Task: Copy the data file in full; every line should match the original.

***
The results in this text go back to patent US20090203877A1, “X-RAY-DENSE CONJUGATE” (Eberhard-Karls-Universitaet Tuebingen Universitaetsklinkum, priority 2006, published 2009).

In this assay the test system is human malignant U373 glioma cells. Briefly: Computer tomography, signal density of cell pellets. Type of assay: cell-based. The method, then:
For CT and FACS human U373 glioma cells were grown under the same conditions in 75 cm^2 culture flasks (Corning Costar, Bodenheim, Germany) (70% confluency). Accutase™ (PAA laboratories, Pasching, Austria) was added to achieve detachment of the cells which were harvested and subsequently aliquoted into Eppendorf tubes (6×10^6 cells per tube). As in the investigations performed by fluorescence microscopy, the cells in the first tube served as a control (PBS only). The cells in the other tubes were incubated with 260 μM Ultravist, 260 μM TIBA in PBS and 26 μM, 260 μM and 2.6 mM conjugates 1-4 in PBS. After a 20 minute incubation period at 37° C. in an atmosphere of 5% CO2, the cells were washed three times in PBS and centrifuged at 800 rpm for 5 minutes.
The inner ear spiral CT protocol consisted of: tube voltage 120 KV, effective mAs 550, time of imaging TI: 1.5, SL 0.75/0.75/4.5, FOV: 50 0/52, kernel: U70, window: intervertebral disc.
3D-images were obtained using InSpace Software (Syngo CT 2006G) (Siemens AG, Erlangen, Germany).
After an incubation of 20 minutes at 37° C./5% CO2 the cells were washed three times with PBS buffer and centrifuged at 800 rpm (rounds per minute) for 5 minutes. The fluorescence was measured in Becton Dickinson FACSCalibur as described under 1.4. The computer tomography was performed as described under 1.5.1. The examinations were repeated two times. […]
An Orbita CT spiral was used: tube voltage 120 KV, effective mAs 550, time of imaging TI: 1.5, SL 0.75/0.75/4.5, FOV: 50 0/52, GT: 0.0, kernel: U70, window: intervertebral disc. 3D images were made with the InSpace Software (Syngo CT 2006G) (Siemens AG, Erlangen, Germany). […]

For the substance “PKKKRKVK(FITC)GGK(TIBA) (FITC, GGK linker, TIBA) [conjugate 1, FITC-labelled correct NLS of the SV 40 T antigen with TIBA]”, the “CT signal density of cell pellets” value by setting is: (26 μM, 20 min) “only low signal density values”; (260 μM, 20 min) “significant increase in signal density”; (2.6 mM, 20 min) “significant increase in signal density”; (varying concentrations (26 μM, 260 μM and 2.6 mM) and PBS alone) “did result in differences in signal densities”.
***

The results in this text go back to patent US20090203877A1, “X-RAY-DENSE CONJUGATE” (Eberhard-Karls-Universitaet Tuebingen Universitaetsklinkum, priority 2006, published 2009).

In this assay the test system is human malignant U373 glioma cells. Briefly: Computer tomography, signal density of cell pellets. Type of assay: cell-based. The method, then:
For CT and FACS human U373 glioma cells were grown under the same conditions in 75 cm^2 culture flasks (Corning Costar, Bodenheim, Germany) (70% confluency). Accutase™ (PAA laboratories, Pasching, Austria) was added to achieve detachment of the cells which were harvested and subsequently aliquoted into Eppendorf tubes (6×10^6 cells per tube). As in the investigations performed by fluorescence microscopy, the cells in the first tube served as a control (PBS only). The cells in the other tubes were incubated with 260 μM Ultravist, 260 μM TIBA in PBS and 26 μM, 260 μM and 2.6 mM conjugates 1-4 in PBS. After a 20 minute incubation period at 37° C. in an atmosphere of 5% CO2, the cells were washed three times in PBS and centrifuged at 800 rpm for 5 minutes.
The inner ear spiral CT protocol consisted of: tube voltage 120 KV, effective mAs 550, time of imaging TI: 1.5, SL 0.75/0.75/4.5, FOV: 50 0/52, kernel: U70, window: intervertebral disc.
3D-images were obtained using InSpace Software (Syngo CT 2006G) (Siemens AG, Erlangen, Germany).
After an incubation of 20 minutes at 37° C./5% CO2 the cells were washed three times with PBS buffer and centrifuged at 800 rpm (rounds per minute) for 5 minutes. The fluorescence was measured in Becton Dickinson FACSCalibur as described under 1.4. The computer tomography was performed as described under 1.5.1. The examinations were repeated two times. […]
An Orbita CT spiral was used: tube voltage 120 KV, effective mAs 550, time of imaging TI: 1.5, SL 0.75/0.75/4.5, FOV: 50 0/52, GT: 0.0, kernel: U70, window: intervertebral disc. 3D images were made with the InSpace Software (Syngo CT 2006G) (Siemens AG, Erlangen, Germany). […]

For the substance “PKKKRKVK(FITC)GGK(TIBA) (FITC, GGK linker, TIBA) [conjugate 1, FITC-labelled correct NLS of the SV 40 T antigen with TIBA]”, the “CT signal density of cell pellets” value by setting is: (26 μM, 20 min) “only low signal density values”; (260 μM, 20 min) “significant increase in signal density”; (2.6 mM, 20 min) “significant increase in signal density”; (varying concentrations (26 μM, 260 μM and 2.6 mM) and PBS alone) “did result in differences in signal densities”.